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Hello, Goodbye: Lotus’s New Mid-Engine Emira Will Be Its Final Combustion Car

The new vehicle will be the British marque's final before the debut of the all-electric Evija hypercar.

Lotus Emira Richard Pardon/Lotus

Lotus may be speeding towards an electric future, but it’s not ready to give up on gas-powered cars just yet.

The British marque unveiled its final combustion sports car, the Emira, on Tuesday. Set to go on sale early next year, the modern-day speed machine is a replacement for both the Elise and Exige and will be its only non-EV from 2022 and beyond.

Lotus Emira

Lotus Emira  Richard Pardon/Lotus

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The mid-engine Emira is Lotus’s first all-new sports car since the Evora made its debut in 2009 (the Exige is the coupé version of the Elise, which launched in 1996). Despite this, it’s not the only new model the company has in the works. There’s also the brand’s first electric hypercar, the Evija, to which the Emira bears a striking resemblance. This is best seen in the new vehicle’s front fascia and the bold contours of its carbon-fiber body. Sadly, it doesn’t retain the Evija’s spaceship-like rear, but it’s still quite the head turner.

Lotus Emira

Inside the Emira  Richard Pardon/Lotus

The style isn’t limited to the outside of the car. Open up the coupé’s doors and you’ll find a thoroughly up-to-date, two-seat cabin. The driver’s cockpit and dashboard have been fitted with 12.3- inch and 10.2-inch touchscreens, respectively. The infotainment system, which was developed in house, has integrated Android Auto and Apple CarPlay for those wondering how easy it will be to connect their smartphone.

As impressive as the Emira may look, it’s also got plenty to be proud of underneath its hood. The new model is the first built using the brand’s new Sports Car Architecture, which features the same bonded extruded aluminum chassis technology that debuted on the Elise, according to a press release. The car, which weighs in a relatively lightweight 3,097 pounds, will come equipped with either an AMG-sourced four-cylinder or a Toyota-sourced supercharged V-6 engine.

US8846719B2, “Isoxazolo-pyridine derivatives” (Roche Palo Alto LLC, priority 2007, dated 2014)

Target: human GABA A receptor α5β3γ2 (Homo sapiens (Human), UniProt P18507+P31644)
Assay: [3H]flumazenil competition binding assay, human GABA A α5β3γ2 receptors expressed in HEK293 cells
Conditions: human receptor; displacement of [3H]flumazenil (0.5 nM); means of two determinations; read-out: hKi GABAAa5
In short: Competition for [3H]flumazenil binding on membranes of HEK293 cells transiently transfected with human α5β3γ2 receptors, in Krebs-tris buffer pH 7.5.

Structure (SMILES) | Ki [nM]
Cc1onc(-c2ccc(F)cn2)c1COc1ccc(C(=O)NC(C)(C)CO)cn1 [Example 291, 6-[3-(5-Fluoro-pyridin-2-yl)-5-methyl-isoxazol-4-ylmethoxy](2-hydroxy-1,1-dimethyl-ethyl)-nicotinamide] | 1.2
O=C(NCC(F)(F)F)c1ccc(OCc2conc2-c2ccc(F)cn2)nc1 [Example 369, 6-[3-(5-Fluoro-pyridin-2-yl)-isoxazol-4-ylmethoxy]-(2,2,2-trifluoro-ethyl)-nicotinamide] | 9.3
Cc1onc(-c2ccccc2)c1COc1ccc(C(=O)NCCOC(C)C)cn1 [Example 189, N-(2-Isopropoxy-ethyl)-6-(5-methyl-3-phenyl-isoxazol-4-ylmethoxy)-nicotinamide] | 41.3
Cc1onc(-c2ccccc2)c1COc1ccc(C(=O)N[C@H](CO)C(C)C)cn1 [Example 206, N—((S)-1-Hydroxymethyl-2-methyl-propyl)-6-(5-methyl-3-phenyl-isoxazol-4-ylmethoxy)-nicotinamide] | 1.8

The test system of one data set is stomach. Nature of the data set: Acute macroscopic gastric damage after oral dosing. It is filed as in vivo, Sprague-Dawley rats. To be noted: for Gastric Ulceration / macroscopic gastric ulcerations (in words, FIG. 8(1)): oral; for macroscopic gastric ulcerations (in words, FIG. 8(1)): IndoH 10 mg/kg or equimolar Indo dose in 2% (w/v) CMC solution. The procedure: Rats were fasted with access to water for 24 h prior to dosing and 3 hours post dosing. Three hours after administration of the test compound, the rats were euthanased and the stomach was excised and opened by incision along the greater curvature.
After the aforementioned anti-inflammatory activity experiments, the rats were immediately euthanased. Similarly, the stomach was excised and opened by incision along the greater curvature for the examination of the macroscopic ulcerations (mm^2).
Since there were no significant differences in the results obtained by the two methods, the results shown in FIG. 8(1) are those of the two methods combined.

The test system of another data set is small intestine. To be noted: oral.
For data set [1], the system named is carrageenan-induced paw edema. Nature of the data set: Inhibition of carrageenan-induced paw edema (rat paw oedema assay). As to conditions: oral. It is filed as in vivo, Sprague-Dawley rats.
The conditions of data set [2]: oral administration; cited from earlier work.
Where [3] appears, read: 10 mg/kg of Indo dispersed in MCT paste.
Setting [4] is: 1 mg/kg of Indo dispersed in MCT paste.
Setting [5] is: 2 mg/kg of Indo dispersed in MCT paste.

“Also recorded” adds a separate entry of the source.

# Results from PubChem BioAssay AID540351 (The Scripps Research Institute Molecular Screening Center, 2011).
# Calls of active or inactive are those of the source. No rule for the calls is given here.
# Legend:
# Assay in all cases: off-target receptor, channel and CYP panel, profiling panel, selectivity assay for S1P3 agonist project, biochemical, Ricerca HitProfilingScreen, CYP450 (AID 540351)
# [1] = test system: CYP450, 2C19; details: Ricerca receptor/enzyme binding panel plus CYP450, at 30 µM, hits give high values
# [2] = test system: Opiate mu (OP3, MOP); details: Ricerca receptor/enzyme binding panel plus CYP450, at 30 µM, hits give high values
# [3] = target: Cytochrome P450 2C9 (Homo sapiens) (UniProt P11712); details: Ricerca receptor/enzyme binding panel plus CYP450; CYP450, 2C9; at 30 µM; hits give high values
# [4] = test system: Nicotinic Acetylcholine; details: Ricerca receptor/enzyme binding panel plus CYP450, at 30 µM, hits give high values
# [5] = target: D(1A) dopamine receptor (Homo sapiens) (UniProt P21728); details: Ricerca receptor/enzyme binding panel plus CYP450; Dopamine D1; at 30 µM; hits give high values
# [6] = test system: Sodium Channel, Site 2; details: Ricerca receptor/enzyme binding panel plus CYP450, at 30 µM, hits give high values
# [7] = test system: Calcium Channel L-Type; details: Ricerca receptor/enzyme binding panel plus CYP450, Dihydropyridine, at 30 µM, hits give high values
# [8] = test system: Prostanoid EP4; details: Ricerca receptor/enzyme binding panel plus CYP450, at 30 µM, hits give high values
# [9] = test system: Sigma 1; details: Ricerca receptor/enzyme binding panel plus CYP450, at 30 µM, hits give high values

Lotus Emira

Richard Pardon/Lotus

Whichever engine you choose, you’ll be able to mate it to an automatic, dual-clutch or manual transmission. The former will produce 360 horses, while the latter can generate 400 hp and 317 ft lbs of twist. Neither of those mills can compete with the Evija’s quad-motor powertrain—which produces 2,000 hp and 1,250 ft lbs of torque—but they both provide plenty of pep. The automaker says the quickest Emira, which is almost certainly the V-6, will zoom from zero to 60 mph in 4.5 seconds and will have a top speed of 180 mph.

“The Emira is a game-changer for Lotus,” Matt Windle, the company’s managing director, said in a statement. “It stands as a beacon of everything we have achieved to date in the transformation of the business, the embodiment of our progress.”

Lotus Emira

Richard Pardon/Lotus

The Emira will be built at Lotus’s new renovated manufacturing facility located in Hethel in Norfolk, England. The marque has yet to announce pricing for the sports car, though it said the model will likely start below £60,000 (about $82,000) when it goes on sale early next year. While the Emira may not be nearly as powerful as the Evija—which also doesn’t have a firm release date yet—it’s loads more cost conscious. The company’s first EV will start in the $2 million range.

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